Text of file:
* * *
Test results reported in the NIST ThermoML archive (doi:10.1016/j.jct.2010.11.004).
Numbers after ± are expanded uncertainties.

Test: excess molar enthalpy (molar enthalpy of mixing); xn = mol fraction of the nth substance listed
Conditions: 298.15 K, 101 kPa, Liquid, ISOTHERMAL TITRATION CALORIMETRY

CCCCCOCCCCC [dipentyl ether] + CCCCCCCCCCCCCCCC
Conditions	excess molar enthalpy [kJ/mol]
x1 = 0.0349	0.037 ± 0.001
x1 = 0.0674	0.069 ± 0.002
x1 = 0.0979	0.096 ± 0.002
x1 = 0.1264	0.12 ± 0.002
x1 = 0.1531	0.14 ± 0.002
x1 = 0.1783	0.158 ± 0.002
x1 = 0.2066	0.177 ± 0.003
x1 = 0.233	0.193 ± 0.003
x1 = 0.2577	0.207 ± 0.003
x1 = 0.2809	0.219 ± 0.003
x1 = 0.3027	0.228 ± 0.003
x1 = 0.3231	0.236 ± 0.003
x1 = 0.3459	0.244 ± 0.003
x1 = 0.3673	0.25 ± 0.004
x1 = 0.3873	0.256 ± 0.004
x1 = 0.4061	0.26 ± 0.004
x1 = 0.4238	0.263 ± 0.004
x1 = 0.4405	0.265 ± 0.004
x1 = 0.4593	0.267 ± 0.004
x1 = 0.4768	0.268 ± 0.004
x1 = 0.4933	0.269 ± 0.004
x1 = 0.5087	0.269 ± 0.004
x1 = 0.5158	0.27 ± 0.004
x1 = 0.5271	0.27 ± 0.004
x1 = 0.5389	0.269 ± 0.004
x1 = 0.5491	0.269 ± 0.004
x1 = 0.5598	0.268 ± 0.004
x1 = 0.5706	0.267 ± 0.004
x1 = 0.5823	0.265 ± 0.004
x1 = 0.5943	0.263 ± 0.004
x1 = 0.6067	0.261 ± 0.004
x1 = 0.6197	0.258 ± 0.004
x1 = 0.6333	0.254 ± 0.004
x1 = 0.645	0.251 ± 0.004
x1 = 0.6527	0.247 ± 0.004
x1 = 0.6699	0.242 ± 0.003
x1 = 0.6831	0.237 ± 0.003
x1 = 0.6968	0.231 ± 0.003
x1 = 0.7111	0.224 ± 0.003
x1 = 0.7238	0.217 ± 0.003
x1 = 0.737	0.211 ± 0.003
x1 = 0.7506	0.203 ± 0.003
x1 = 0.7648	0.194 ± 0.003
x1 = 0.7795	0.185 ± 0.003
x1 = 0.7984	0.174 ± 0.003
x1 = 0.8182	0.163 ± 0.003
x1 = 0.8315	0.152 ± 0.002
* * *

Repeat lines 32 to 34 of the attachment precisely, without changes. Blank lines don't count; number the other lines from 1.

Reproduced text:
x1 = 0.5491	0.269 ± 0.004
x1 = 0.5598	0.268 ± 0.004
x1 = 0.5706	0.267 ± 0.004